Another dump of stuff on topics from culture to economic development in the Cleveburgh region in no particular order. A bit of sports cannot be avoided.
The Canton Museum Of Art celebrates it's 75th aniversary by starting a new tradition.
Worthy of a post. (Anyone in or near Canton, Ohio wanna contribute to the blog?)
The Canton Museum sounds pretty sweet--and is collaborating sometimes with The Butler, in Youngstown.
The University Of Akron's University Park Alliance, could be a model for town & gown relationships. (Don't know too much about this, but will follow up) The huge schools in the region often remind one of Ben shouting; "Do you know who I am?!! Yes, we know who you are, perhaps you should get to know your towns better and not assume they are of no value.
Penguins/ Canadians goes to game 7 in Pittsburgh! Two of the strongest fan bases and traditions in Hockey.
Cold Night and another "rebuilding season", empties PNC Park.
The Onion suggests "Fan Euthanasia Night".
"I haven't seen so many people so relaxed and generally happy to be at a Pirates game in a long time." An estimated 200,000 Pirates fans who were unable to get tickets to the game reportedly listened to its radio broadcast while idling their cars inside closed garages." That's what I'm doing--they ain't gettin my money. (Well, as a taxpayer, I guess they already have.)
Major CMU Pow Wow in DC. (D.C. is the other arm of our megaregion) I haven't watched this video yet.
Edinboro University and some corporations in Northwest, PA have a contest called Inovation Erie. (Sorry, Deadline passed---that's why we need more posters and better regional information flow)
"People are inventing the future everyday, and some of them are in northwest Pennsylvania. If you're one of them, there’s a chance to take an idea you have for a product and begin the process of making an idea reality.
InnovationErie: Design Competition offers an opportunity to compete for prizes which provide not only monetary rewards, but chances to advance ideas through the use of contest prizes including prototyping, business plan development, logo design, etc.
The contest is open to all individuals, 18 and over, who reside in Northwestern Pennsylvania. The contest begins by submitting an electronic application by midnight, May 10, 2010. Entries will be reviewed by competition judges who will select semi-finalists. Semi-finalists will exhibit works at the Erie Art Museum where they'll compete for prizes as well as Best of Show, an award selected by the public.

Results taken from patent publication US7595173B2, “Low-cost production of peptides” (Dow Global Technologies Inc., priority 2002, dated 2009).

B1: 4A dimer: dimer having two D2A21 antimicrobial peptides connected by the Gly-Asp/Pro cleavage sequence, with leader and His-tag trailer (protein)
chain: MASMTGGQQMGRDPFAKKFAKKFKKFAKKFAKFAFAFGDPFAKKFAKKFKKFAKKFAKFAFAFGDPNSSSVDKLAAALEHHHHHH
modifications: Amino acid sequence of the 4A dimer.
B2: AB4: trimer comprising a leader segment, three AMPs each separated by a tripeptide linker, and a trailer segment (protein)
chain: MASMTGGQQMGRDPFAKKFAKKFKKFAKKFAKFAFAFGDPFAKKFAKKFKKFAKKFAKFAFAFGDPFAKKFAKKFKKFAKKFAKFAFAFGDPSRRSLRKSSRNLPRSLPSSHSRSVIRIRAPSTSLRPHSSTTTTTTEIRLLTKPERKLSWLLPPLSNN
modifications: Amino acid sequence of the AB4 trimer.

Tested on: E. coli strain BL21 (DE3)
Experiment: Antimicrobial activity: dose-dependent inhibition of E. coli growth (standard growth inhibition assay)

A collaborative effort among professionals in the science, art, manufacturing, engineering and design (SAM & ED) industries, InnovationErie: Design Competition is a product design competition allowing people to showcase their product ideas, with the possibility of taking them to the next level: the marketplace. The competition seeks ideas for products that can be manufactured in the Erie region."
A potentially, great idea here. Notice how many colleges are in or not far from Erie, and yet very little seems to gel. Why is that? What can be done or should be done about it? Why is it only open to residents of "Northwest PA" (and how do you define that)? Would it be that bad if someone from Akron, Pittsburgh, Cleveland, Morgantown, State College, or even Philly won? Isn't it a goal to come up with a great design or product to create "Jobs, Jobs, Jobs"? Is it any wonder why this contest doesn't get wider attention?
Cool Cleveland has a detailed piece on The Cleveburgh Tech Belt--something that honestly already exists, but that most of us are not too aware of.
"Northeast Ohio and Southwest Pennsylvania together constitute one of the 20 megapolitans Lang and Nelson have identified. They call this region the “Steel Corridor,” a name that evokes its proud past but unfortunately does not point to a promising or particularly innovative and prosperous future. In 2007 Ohio Congressman Tim Ryan (OH-17) his counterpart in Pennsylvania, Congressman Jason Altmire (PA-04), tired of the continuing reference to the industrial past, coined the term “Tech Belt” and, in October 2007, convened the first “Tech Belt Summit,” inviting the region’s business and civic leaders to meet at Youngstown State University and begin to explore the shared future of this region.